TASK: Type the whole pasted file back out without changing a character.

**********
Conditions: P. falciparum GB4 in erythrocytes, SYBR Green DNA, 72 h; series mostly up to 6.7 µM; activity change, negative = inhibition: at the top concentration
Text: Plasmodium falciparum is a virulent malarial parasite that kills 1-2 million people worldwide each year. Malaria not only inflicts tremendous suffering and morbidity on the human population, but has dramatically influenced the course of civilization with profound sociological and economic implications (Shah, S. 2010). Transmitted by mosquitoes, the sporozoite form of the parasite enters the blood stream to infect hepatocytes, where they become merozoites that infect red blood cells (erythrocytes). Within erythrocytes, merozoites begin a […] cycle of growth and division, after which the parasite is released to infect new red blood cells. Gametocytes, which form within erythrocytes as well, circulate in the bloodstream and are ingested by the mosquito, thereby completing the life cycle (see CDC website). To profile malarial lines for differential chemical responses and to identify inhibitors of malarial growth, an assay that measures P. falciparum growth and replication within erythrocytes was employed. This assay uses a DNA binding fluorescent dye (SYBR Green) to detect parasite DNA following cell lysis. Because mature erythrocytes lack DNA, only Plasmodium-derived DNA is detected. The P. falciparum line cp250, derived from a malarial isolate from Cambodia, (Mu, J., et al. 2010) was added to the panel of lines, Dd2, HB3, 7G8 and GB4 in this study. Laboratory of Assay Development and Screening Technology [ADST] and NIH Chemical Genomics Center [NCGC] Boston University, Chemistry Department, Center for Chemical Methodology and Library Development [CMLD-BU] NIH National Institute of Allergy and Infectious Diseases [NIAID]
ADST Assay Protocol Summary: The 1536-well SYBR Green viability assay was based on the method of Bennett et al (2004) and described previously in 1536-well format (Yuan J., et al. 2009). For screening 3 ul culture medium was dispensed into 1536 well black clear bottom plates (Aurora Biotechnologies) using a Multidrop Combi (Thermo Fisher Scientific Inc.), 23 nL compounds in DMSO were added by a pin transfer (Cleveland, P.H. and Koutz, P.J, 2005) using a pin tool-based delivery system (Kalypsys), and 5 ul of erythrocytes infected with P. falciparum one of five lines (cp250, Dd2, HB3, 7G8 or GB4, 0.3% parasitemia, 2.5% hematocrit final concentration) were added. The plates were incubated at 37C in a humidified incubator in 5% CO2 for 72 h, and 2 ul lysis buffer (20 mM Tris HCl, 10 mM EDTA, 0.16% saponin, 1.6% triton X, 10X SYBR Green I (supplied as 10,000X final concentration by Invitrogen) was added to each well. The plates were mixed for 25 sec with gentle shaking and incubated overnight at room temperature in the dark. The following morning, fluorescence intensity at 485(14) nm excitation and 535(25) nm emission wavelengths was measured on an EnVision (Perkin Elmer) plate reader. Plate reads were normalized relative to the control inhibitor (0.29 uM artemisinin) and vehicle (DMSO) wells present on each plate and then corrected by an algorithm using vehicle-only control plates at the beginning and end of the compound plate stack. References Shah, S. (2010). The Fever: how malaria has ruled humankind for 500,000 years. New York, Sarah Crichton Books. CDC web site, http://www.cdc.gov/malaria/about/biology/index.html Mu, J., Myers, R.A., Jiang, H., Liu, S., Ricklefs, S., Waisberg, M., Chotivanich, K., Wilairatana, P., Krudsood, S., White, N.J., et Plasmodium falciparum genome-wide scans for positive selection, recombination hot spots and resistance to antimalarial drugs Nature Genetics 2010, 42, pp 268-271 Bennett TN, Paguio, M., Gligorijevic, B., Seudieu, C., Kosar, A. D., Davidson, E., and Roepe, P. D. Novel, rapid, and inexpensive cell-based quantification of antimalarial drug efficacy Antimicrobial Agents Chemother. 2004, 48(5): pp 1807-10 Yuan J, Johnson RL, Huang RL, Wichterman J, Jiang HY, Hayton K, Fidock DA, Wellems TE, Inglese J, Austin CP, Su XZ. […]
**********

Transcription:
Conditions: P. falciparum GB4 in erythrocytes, SYBR Green DNA, 72 h; series mostly up to 6.7 µM; activity change, negative = inhibition: at the top concentration
Text: Plasmodium falciparum is a virulent malarial parasite that kills 1-2 million people worldwide each year. Malaria not only inflicts tremendous suffering and morbidity on the human population, but has dramatically influenced the course of civilization with profound sociological and economic implications (Shah, S. 2010). Transmitted by mosquitoes, the sporozoite form of the parasite enters the blood stream to infect hepatocytes, where they become merozoites that infect red blood cells (erythrocytes). Within erythrocytes, merozoites begin a […] cycle of growth and division, after which the parasite is released to infect new red blood cells. Gametocytes, which form within erythrocytes as well, circulate in the bloodstream and are ingested by the mosquito, thereby completing the life cycle (see CDC website). To profile malarial lines for differential chemical responses and to identify inhibitors of malarial growth, an assay that measures P. falciparum growth and replication within erythrocytes was employed. This assay uses a DNA binding fluorescent dye (SYBR Green) to detect parasite DNA following cell lysis. Because mature erythrocytes lack DNA, only Plasmodium-derived DNA is detected. The P. falciparum line cp250, derived from a malarial isolate from Cambodia, (Mu, J., et al. 2010) was added to the panel of lines, Dd2, HB3, 7G8 and GB4 in this study. Laboratory of Assay Development and Screening Technology [ADST] and NIH Chemical Genomics Center [NCGC] Boston University, Chemistry Department, Center for Chemical Methodology and Library Development [CMLD-BU] NIH National Institute of Allergy and Infectious Diseases [NIAID]
ADST Assay Protocol Summary: The 1536-well SYBR Green viability assay was based on the method of Bennett et al (2004) and described previously in 1536-well format (Yuan J., et al. 2009). For screening 3 ul culture medium was dispensed into 1536 well black clear bottom plates (Aurora Biotechnologies) using a Multidrop Combi (Thermo Fisher Scientific Inc.), 23 nL compounds in DMSO were added by a pin transfer (Cleveland, P.H. and Koutz, P.J, 2005) using a pin tool-based delivery system (Kalypsys), and 5 ul of erythrocytes infected with P. falciparum one of five lines (cp250, Dd2, HB3, 7G8 or GB4, 0.3% parasitemia, 2.5% hematocrit final concentration) were added. The plates were incubated at 37C in a humidified incubator in 5% CO2 for 72 h, and 2 ul lysis buffer (20 mM Tris HCl, 10 mM EDTA, 0.16% saponin, 1.6% triton X, 10X SYBR Green I (supplied as 10,000X final concentration by Invitrogen) was added to each well. The plates were mixed for 25 sec with gentle shaking and incubated overnight at room temperature in the dark. The following morning, fluorescence intensity at 485(14) nm excitation and 535(25) nm emission wavelengths was measured on an EnVision (Perkin Elmer) plate reader. Plate reads were normalized relative to the control inhibitor (0.29 uM artemisinin) and vehicle (DMSO) wells present on each plate and then corrected by an algorithm using vehicle-only control plates at the beginning and end of the compound plate stack. References Shah, S. (2010). The Fever: how malaria has ruled humankind for 500,000 years. New York, Sarah Crichton Books. CDC web site, http://www.cdc.gov/malaria/about/biology/index.html Mu, J., Myers, R.A., Jiang, H., Liu, S., Ricklefs, S., Waisberg, M., Chotivanich, K., Wilairatana, P., Krudsood, S., White, N.J., et Plasmodium falciparum genome-wide scans for positive selection, recombination hot spots and resistance to antimalarial drugs Nature Genetics 2010, 42, pp 268-271 Bennett TN, Paguio, M., Gligorijevic, B., Seudieu, C., Kosar, A. D., Davidson, E., and Roepe, P. D. Novel, rapid, and inexpensive cell-based quantification of antimalarial drug efficacy Antimicrobial Agents Chemother. 2004, 48(5): pp 1807-10 Yuan J, Johnson RL, Huang RL, Wichterman J, Jiang HY, Hayton K, Fidock DA, Wellems TE, Inglese J, Austin CP, Su XZ. […]